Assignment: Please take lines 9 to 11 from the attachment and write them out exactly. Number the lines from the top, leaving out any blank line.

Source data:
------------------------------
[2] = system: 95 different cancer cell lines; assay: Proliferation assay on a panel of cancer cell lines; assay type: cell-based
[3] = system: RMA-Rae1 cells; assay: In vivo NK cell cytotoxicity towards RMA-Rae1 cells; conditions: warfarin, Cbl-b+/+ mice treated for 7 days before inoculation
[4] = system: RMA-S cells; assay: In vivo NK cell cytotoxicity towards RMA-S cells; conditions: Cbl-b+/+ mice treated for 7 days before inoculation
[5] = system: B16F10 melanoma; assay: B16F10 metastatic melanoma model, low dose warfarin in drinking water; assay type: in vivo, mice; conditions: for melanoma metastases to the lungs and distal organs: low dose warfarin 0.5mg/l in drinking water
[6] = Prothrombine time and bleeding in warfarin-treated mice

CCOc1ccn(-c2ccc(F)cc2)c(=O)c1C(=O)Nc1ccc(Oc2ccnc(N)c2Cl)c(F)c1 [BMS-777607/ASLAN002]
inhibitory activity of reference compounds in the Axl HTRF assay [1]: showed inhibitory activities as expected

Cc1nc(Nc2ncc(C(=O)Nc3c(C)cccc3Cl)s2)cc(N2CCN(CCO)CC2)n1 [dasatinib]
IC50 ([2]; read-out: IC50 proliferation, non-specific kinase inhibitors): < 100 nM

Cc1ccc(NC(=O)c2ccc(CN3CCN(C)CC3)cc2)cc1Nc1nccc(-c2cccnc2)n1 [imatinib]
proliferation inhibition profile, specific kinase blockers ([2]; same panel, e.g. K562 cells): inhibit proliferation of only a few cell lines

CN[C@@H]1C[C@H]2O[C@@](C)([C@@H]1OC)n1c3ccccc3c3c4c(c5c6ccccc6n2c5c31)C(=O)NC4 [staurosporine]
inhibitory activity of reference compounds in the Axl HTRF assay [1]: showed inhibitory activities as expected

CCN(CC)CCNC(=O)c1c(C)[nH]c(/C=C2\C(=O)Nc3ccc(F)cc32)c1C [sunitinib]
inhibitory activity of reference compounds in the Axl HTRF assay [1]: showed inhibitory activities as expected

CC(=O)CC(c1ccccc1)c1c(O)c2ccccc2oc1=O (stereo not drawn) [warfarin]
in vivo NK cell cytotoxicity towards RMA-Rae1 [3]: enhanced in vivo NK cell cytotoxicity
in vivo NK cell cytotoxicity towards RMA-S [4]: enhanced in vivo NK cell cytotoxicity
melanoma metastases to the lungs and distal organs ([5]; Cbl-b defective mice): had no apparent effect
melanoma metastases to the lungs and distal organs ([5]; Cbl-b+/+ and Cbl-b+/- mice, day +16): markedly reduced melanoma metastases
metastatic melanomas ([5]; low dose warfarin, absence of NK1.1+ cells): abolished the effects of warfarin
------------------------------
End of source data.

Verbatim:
IC50 ([2]; read-out: IC50 proliferation, non-specific kinase inhibitors): < 100 nM

Cc1ccc(NC(=O)c2ccc(CN3CCN(C)CC3)cc2)cc1Nc1nccc(-c2cccnc2)n1 [imatinib]
proliferation inhibition profile, specific kinase blockers ([2]; same panel, e.g. K562 cells): inhibit proliferation of only a few cell lines